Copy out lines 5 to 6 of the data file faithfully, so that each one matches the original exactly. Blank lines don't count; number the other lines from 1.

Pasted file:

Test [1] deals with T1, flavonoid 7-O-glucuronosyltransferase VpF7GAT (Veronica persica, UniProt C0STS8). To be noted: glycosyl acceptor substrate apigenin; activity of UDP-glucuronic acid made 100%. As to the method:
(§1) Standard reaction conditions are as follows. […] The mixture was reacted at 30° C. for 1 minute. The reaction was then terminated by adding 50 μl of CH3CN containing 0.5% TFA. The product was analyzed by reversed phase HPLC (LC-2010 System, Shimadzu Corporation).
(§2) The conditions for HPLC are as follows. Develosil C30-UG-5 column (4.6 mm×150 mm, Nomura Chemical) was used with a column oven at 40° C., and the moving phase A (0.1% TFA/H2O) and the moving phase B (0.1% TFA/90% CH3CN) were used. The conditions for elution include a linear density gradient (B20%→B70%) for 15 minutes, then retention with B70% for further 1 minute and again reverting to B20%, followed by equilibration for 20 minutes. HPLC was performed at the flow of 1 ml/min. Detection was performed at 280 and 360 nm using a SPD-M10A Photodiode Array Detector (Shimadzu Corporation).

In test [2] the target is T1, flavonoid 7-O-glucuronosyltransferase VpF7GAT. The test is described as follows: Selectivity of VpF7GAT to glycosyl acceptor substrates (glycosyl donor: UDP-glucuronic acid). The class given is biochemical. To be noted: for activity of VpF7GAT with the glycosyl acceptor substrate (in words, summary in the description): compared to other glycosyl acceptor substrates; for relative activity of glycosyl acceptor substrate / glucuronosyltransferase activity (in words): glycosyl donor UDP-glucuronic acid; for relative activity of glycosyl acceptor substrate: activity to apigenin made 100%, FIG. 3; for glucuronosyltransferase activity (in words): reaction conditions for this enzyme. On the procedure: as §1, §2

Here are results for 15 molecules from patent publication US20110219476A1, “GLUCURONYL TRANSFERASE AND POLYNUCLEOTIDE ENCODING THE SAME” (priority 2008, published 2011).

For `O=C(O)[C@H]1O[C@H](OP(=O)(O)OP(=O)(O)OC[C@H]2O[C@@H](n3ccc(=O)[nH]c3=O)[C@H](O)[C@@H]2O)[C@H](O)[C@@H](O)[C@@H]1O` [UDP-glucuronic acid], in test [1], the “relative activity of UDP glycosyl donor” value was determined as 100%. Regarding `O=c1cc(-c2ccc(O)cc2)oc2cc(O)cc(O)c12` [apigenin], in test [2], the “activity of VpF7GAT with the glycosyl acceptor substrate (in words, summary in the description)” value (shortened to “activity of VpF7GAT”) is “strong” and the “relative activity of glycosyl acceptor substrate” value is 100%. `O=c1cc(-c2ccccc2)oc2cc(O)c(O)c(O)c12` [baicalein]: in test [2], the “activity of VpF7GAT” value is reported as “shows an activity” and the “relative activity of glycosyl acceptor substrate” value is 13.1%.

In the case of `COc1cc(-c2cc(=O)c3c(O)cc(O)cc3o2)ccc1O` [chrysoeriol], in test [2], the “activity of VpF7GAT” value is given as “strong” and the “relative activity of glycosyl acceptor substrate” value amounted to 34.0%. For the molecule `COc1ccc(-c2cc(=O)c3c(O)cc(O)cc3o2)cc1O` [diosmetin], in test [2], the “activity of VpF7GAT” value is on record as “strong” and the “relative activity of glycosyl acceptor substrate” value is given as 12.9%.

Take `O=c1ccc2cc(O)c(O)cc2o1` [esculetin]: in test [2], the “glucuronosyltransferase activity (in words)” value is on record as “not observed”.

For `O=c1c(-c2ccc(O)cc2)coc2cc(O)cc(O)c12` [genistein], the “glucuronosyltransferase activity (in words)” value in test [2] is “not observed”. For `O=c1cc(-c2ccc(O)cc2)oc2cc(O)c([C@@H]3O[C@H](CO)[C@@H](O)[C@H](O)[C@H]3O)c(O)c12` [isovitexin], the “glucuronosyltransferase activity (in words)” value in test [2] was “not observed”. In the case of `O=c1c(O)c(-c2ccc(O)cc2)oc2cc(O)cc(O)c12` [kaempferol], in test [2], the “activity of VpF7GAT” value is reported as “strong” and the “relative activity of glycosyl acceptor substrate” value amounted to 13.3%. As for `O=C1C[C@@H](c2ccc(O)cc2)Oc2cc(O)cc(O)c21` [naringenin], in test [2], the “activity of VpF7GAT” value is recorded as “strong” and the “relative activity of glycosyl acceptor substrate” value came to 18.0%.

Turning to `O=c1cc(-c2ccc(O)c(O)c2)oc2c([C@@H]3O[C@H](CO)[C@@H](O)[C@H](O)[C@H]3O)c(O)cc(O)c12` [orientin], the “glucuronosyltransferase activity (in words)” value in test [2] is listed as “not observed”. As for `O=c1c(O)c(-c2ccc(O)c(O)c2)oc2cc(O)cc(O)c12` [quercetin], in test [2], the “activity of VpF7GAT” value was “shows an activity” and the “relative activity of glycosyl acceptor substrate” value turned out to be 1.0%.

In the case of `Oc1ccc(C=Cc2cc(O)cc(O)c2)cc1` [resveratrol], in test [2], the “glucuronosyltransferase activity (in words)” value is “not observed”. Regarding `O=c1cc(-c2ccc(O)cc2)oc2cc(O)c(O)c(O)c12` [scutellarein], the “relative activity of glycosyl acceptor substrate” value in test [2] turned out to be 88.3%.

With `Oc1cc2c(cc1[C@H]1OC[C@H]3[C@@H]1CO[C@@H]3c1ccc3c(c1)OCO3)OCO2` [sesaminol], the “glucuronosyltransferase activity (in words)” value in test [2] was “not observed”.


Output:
Here are results for 15 molecules from patent publication US20110219476A1, “GLUCURONYL TRANSFERASE AND POLYNUCLEOTIDE ENCODING THE SAME” (priority 2008, published 2011).

For `O=C(O)[C@H]1O[C@H](OP(=O)(O)OP(=O)(O)OC[C@H]2O[C@@H](n3ccc(=O)[nH]c3=O)[C@H](O)[C@@H]2O)[C@H](O)[C@@H](O)[C@@H]1O` [UDP-glucuronic acid], in test [1], the “relative activity of UDP glycosyl donor” value was determined as 100%. Regarding `O=c1cc(-c2ccc(O)cc2)oc2cc(O)cc(O)c12` [apigenin], in test [2], the “activity of VpF7GAT with the glycosyl acceptor substrate (in words, summary in the description)” value (shortened to “activity of VpF7GAT”) is “strong” and the “relative activity of glycosyl acceptor substrate” value is 100%. `O=c1cc(-c2ccccc2)oc2cc(O)c(O)c(O)c12` [baicalein]: in test [2], the “activity of VpF7GAT” value is reported as “shows an activity” and the “relative activity of glycosyl acceptor substrate” value is 13.1%.